Angela Sapina, a double Swiss and Portuguese national, joined the International Committee of the Red Cross (ICRC) in November 1990, serving the institution for 27 years in several senior executive positions both in the field and at the Headquarters in Geneva. From her setting-up in 1998 and ensuing a 10-year development of the division for the strengthening of National Red Cross and Red Crescent Societies, she brought the institution to extensively engage with local partners in the conduct of humanitarian activities in situations of conflict but also in other situations of violence.

Mrs. Sapina was also Deputy Director of Operations in charge of Global Affairs and Policy, overseeing the ICRC work concerning policy on operational issues of global nature, as well as the institution-wide project “Health care in danger” as well as the specific efforts of global networking for operational purposes. She retired from the ICRC in September 2017 and is living in Portugal, working as an independent consultant.

Geir Michalsen
Advisory Council Member

Geir Michalsen

Geir Michalsen is a Senior Advisor at the Norwegian Ministry of Foreign Affairs in the Section for Global Security and Disarmament. He has extensive experience in foreign policy and international development within the Norwegian civil service.

His current role covers global security challenges such as transnational crime and countering violent extremism and liaising with international organisations and NGOs. He was previously a counsellor at the Norwegian Embassy in Dar es Salaam working on security policy and emergency preparedness with a special focus on maritime security and has held roles in the Norwegian Agency for Development Cooperation and the Ministry of Agriculture.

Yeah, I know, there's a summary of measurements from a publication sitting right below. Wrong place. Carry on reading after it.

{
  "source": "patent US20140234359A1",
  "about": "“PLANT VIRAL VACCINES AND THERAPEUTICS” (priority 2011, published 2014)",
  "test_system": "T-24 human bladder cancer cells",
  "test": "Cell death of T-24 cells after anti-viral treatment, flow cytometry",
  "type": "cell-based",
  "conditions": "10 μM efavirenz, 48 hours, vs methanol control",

What we do

The Resilience Fund builds and incubates community-resilience initiatives against organized crime.

The Fund equips individuals and initiatives with the financial means, capacity and skills-building tools to seek innovative approaches to citizen security and peacebuilding, and to respond and adapt positively to adversity.

This fund supports local, grassroots, community actors, as well as established civil society organizations. The Resilience Fund supports three priority groups in three inter-related windows of activity. The three priority windows are:

1. Fellowships

2. Journalism

3. Community Resilience Groups

Activities supported under the three windows are designed to complement and support each other, and in some cases, grantees may fall into more than one category.

Mission and values

Grassroots efforts have become crucial in mobilizing peaceful community action against organized crime.

These actors are first responders by creating community cohesion and calling attention to injustice and exploitation. Yet, they are also increasingly vulnerable. The Global Initiative Against Transnational Organized Crime has launched the Resilience Fund to support such actors, providing the resources they urgently need. We push as much of the available resources as possible to the designated beneficiaries in communities made vulnerable by organized crime.

With minimal bureaucracy and maximum tangible impact, the Resilience Fund is a vehicle that identifies, enables and protects community actors and their efforts, in the parts of the world most affected by criminal governance.


The overarching goal of this fund is to put the weight of the international community behind individual and collective community activists, journalists, youth groups, and community initiatives.

The Resilience Fund has been intentionally designed to serve as an incubator. Whether it is to provide services, promote safety, raise awareness or to change attitudes – or indeed innovations born of local need that we may not yet have identified – the Resilience Fund supports those initiatives that allow actors and organizations to benefit from a range of financial and capacity support, but ultimately work to ensure that they can stand and thrive on their own merits.